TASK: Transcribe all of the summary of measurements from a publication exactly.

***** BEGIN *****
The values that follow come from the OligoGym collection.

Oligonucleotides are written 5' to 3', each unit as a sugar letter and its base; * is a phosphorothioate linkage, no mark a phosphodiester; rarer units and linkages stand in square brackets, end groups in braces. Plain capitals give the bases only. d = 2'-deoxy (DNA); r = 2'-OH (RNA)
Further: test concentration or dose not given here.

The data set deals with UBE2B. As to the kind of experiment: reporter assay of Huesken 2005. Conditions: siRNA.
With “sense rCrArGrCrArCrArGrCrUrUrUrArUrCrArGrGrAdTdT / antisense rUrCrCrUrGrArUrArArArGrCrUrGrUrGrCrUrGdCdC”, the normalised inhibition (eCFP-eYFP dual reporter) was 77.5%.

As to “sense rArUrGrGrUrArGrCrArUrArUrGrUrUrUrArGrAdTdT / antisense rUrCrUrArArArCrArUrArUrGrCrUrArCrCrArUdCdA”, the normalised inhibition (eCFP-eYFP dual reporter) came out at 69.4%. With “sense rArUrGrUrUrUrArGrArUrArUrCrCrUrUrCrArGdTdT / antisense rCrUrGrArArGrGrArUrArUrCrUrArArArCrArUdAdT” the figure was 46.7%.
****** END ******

The values that follow come from the OligoGym collection.

Oligonucleotides are written 5' to 3', each unit as a sugar letter and its base; * is a phosphorothioate linkage, no mark a phosphodiester; rarer units and linkages stand in square brackets, end groups in braces. Plain capitals give the bases only. d = 2'-deoxy (DNA); r = 2'-OH (RNA)
Further: test concentration or dose not given here.

The data set deals with UBE2B. As to the kind of experiment: reporter assay of Huesken 2005. Conditions: siRNA.
With “sense rCrArGrCrArCrArGrCrUrUrUrArUrCrArGrGrAdTdT / antisense rUrCrCrUrGrArUrArArArGrCrUrGrUrGrCrUrGdCdC”, the normalised inhibition (eCFP-eYFP dual reporter) was 77.5%.

As to “sense rArUrGrGrUrArGrCrArUrArUrGrUrUrUrArGrAdTdT / antisense rUrCrUrArArArCrArUrArUrGrCrUrArCrCrArUdCdA”, the normalised inhibition (eCFP-eYFP dual reporter) came out at 69.4%. With “sense rArUrGrUrUrUrArGrArUrArUrCrCrUrUrCrArGdTdT / antisense rCrUrGrArArGrGrArUrArUrCrUrArArArCrArUdAdT” the figure was 46.7%.